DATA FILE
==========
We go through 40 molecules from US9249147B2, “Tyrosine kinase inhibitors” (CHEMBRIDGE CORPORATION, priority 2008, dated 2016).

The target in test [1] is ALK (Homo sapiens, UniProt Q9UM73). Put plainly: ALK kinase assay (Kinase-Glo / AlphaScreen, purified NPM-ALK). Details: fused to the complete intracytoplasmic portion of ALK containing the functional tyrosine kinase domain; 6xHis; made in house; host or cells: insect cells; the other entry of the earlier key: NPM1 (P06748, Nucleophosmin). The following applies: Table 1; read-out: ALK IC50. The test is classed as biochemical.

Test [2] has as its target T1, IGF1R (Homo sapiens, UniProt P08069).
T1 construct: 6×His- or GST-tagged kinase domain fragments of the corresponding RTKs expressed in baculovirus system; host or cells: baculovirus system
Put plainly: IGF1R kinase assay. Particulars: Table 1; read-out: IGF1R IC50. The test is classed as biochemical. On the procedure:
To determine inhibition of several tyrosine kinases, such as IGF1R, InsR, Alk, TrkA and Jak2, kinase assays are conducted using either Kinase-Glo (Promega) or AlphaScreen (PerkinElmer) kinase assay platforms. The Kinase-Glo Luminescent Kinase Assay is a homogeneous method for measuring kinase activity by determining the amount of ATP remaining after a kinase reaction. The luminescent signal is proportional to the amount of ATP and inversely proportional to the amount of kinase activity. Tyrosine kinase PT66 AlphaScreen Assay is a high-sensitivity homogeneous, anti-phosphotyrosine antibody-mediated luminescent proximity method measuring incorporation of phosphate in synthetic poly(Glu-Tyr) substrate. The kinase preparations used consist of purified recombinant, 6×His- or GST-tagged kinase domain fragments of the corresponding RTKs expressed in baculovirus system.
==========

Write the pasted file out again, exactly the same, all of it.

We go through 40 molecules from US9249147B2, “Tyrosine kinase inhibitors” (CHEMBRIDGE CORPORATION, priority 2008, dated 2016).

The target in test [1] is ALK (Homo sapiens, UniProt Q9UM73). Put plainly: ALK kinase assay (Kinase-Glo / AlphaScreen, purified NPM-ALK). Details: fused to the complete intracytoplasmic portion of ALK containing the functional tyrosine kinase domain; 6xHis; made in house; host or cells: insect cells; the other entry of the earlier key: NPM1 (P06748, Nucleophosmin). The following applies: Table 1; read-out: ALK IC50. The test is classed as biochemical.

Test [2] has as its target T1, IGF1R (Homo sapiens, UniProt P08069).
T1 construct: 6×His- or GST-tagged kinase domain fragments of the corresponding RTKs expressed in baculovirus system; host or cells: baculovirus system
Put plainly: IGF1R kinase assay. Particulars: Table 1; read-out: IGF1R IC50. The test is classed as biochemical. On the procedure:
To determine inhibition of several tyrosine kinases, such as IGF1R, InsR, Alk, TrkA and Jak2, kinase assays are conducted using either Kinase-Glo (Promega) or AlphaScreen (PerkinElmer) kinase assay platforms. The Kinase-Glo Luminescent Kinase Assay is a homogeneous method for measuring kinase activity by determining the amount of ATP remaining after a kinase reaction. The luminescent signal is proportional to the amount of ATP and inversely proportional to the amount of kinase activity. Tyrosine kinase PT66 AlphaScreen Assay is a high-sensitivity homogeneous, anti-phosphotyrosine antibody-mediated luminescent proximity method measuring incorporation of phosphate in synthetic poly(Glu-Tyr) substrate. The kinase preparations used consist of purified recombinant, 6×His- or GST-tagged kinase domain fragments of the corresponding RTKs expressed in baculovirus system.